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kirkjeremiah23

Ice age horse leg

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kirkjeremiah23

 I found the leg of a prehistoric horse at a local shop. Supposedly found in Belgium. Just wanted thoughts on authenticity and rarity. Wondering if anyone had any opinions on it. Check out the pictures. Thank you

received_2079841482032844.jpeg

received_2079841378699521.jpeg

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DevonianDigger

Can't really contribute to the conversation of what it is, but I can tell you it's a pretty neat grab!

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caldigger

You want my opinion?  I think that leather chair looks real comfortable.

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DevonianDigger

Bison? They've been found in the waters near Mer du Nord. (I don't know, I'm just trying out my investigative powers, I'm a noob when it comes to vertebrates, and not big on this time period to boot!)

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Fruitbat

I think that one is a little too small for a bison.  I'd be more inclined to guess some sort of deer or sheep or goat.

 

-Joe

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DevonianDigger
7 minutes ago, Fruitbat said:

I think that one is a little too small for a bison.  I'd be more inclined to guess some sort of deer or sheep or goat.

 

-Joe

 

I'm certainly not questioning your knowledge—as I'm certain you know more about the subject than I—but for our edification could you share what diagnostic features lead you in that direction? Also, am I correct that this would be a metatarsal and phalanges? 

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DevonianDigger
6 minutes ago, DevonianDigger said:

 

I'm certainly not questioning your knowledge—as I'm certain you know more about the subject than I—but for our edification could you share what diagnostic features lead you in that direction? Also, am I correct that this would be a metatarsal and phalanges? 

 

I should rephrase. Are there any diagnostic features visible, or are you just basing your call on size alone?

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Fruitbat

Without having the specimen in hand, I'm mainly going on the basis of size...though most of the Bison third phalanges I've seen are a bit more robust than what I'm seeing in the pictures.  I'm sure there are diagnostic features to be seen but I don't claim to be any kinds of expert on artiodactyl feet.  Keep in mind that there were many types of deer, sheep, goats, antelopes, etc. (as well as bison and aurochs) found in Europe during the Pleistocene.

 

-Joe

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DevonianDigger
1 minute ago, Fruitbat said:

Without having the specimen in hand, I'm mainly going on the basis of size...though most of the Bison third phalanges I've seen are a bit more robust than what I'm seeing in the pictures.  I'm sure there are diagnostic features to be seen but I don't claim to be any kinds of expert on artiodactyl feet.  Keep in mind that there were many types of deer, sheep, goats, antelopes, etc. (as well as bison and aurochs) found in Europe during the Pleistocene.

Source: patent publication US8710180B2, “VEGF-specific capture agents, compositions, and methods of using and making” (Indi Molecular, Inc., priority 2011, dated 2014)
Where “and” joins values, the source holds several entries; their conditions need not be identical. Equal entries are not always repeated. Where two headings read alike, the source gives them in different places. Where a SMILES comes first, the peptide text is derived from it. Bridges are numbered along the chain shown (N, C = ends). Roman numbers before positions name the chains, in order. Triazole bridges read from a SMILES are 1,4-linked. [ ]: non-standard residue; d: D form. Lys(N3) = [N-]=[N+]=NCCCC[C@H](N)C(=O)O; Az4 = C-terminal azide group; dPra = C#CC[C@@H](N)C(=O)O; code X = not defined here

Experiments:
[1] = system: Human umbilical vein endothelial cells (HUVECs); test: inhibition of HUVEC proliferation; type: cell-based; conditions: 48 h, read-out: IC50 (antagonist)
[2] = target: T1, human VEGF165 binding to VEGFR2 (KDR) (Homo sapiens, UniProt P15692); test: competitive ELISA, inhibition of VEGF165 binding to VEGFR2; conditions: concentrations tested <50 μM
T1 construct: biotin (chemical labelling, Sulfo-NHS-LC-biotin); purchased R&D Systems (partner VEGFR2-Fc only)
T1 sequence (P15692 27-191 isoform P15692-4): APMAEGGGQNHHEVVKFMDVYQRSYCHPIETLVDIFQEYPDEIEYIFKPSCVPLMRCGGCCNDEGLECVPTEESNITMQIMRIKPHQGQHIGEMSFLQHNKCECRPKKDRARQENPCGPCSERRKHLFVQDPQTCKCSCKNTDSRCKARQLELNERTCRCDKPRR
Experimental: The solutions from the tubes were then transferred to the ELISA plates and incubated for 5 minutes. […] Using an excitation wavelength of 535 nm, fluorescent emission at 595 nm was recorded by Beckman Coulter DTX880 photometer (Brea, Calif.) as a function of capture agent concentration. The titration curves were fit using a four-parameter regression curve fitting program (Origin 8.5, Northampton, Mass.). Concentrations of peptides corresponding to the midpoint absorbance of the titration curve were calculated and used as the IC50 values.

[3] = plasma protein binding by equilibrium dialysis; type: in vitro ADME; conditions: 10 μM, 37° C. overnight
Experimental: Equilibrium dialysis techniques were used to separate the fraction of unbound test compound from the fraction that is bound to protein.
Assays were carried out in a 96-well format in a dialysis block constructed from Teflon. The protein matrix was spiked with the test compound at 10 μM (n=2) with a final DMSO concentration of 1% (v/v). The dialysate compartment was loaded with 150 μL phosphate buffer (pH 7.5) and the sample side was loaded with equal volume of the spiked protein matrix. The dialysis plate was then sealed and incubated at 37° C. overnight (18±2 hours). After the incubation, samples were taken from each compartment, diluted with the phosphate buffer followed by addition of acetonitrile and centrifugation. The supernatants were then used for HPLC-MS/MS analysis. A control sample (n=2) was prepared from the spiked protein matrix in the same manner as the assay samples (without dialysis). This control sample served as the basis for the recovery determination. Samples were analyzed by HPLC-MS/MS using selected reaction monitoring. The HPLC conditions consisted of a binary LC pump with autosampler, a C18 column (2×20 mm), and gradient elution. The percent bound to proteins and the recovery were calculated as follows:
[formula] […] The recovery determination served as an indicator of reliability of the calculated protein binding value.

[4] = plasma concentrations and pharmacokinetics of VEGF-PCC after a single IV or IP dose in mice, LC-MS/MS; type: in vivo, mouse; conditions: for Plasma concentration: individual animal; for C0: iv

-Joe

 

Thanks, Joe! I was just curious. Not sure why I picked this one to finally try and learn about, but I did! Figured it would be a good excuse to ask some questions and get some answers!

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Fruitbat

That's what we're here for...right, Jay?

 

 

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Laditz

I'm with Bovid. The bones look too fat for any kind of deer found in these deposits, those have slender, longer bones.

 

If this is truly Ice Age, it probably came from the North Sea deposits off the coast of Belgium. Most likely a fishing boat drag them up in their nets, but these bones do show up on shorelines that have been reinforced with sand from these older deposits.

 

If it is Bovid, it could be normal cow, but the North Sea deposits also contain the bones of Aurochs and Wisents (Bison).

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LordTrilobite

The colouration is consistent with fossils from the North Sea. It holds fossils from the pleistocene and holocene.

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DevonianDigger

Yay! I'm not totally delusional! My research had pointed me toward bison from the North Sea near Mer du Nord, Belgium. Even if it's not a bison, I'll take this as a win considering people seem to agree with the location. (Not that there are exactly a ton of places to find pleistocene materials in Belgium to choose from. :P

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